If you have stayed home while your spouse worked in a successful military career, you may worry about how to survive after a divorce. You stayed out of the workforce to take care of the children and household, relying on your spouse’s paychecks and pension. Now, you worry that you won’t have any savings for retirement.
However, the Uniformed Services Former Spouses’ Protection Act (USFSPA) can protect your right to your military spouse’s retirement. After several years of marriage, you may be able to collect pension benefits even if you divorce.
A court may give you a share of military pension
When you go through a divorce, anything you earned during the marriage can be split. This property can include pension or retirement savings that one of you made. If you didn’t have a retirement account, a judge could grant you a portion of your spouse’s pension.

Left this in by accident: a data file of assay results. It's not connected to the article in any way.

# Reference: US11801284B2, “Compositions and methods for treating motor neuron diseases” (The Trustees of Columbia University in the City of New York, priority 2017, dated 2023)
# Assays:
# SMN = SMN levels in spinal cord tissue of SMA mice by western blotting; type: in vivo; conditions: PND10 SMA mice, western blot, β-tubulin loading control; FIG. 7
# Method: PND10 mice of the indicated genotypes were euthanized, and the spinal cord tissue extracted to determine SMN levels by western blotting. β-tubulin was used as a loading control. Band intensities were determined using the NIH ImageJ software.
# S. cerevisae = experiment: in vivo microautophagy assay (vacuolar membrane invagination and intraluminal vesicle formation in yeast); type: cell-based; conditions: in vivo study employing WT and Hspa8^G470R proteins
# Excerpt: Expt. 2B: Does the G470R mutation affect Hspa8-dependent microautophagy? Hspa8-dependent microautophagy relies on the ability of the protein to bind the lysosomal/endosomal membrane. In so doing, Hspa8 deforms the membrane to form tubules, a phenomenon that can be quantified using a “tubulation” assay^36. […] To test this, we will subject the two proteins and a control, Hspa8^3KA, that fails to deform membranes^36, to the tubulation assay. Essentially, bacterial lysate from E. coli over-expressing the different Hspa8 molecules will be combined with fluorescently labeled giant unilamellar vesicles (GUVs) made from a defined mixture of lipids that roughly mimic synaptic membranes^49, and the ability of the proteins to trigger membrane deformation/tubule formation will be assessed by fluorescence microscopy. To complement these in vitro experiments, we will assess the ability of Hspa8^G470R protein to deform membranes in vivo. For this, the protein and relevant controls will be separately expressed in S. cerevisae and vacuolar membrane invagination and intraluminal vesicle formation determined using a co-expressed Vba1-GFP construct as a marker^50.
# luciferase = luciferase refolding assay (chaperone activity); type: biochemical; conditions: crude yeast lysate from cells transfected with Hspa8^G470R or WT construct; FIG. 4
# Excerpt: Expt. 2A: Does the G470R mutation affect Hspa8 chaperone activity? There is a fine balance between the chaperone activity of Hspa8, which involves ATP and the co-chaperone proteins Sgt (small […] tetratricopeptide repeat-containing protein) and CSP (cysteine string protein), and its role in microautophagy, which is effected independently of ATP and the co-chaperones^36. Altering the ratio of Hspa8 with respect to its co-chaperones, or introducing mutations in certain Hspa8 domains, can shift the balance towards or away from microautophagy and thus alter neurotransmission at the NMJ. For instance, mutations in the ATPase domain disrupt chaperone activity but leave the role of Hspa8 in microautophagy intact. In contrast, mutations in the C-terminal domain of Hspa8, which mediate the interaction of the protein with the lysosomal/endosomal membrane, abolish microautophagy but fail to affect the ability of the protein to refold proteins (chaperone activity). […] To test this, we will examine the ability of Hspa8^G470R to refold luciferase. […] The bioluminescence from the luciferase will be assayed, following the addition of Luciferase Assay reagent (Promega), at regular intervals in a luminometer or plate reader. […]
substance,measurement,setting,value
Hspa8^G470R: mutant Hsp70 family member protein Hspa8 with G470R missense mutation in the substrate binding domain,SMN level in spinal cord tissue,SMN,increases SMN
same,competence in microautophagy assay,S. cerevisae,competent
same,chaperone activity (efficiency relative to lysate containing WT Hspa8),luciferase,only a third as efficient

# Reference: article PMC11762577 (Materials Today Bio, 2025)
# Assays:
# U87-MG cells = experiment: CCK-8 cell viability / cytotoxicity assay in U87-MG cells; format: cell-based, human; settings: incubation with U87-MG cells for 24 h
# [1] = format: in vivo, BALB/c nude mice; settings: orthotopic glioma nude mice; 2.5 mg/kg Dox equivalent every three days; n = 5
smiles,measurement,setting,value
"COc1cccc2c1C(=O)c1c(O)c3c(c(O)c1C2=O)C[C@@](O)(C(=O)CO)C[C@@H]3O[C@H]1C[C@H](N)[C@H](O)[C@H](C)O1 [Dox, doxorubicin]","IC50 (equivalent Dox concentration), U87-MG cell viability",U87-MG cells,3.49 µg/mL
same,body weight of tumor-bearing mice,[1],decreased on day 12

DFAS can pay you directly
But instead of your spouse receiving benefits and paying you your share, you can receive payment directly from the Defense Finance and Accounting Service (DFAS). The USFSPA allows a court order for pension division to enforce payments for military retirement.
Meeting the 10/10 rule
Not every spouse can qualify for this protection. The marriage must have lasted at least 10 years. The service member must also have served 10 years while you two were married. If the couple does not meet the 10/10 rule, then the service member receives the full pension payment and must pay the spouse.
Your contributions matter
The USFSPA recognizes that you contributed to your spouse’s military career. By taking care of the home, you allowed your spouse to be available for service and sacrificed your own retirement savings.
If you were married long enough, you can use the protections of USFSPA to get direct pension payments.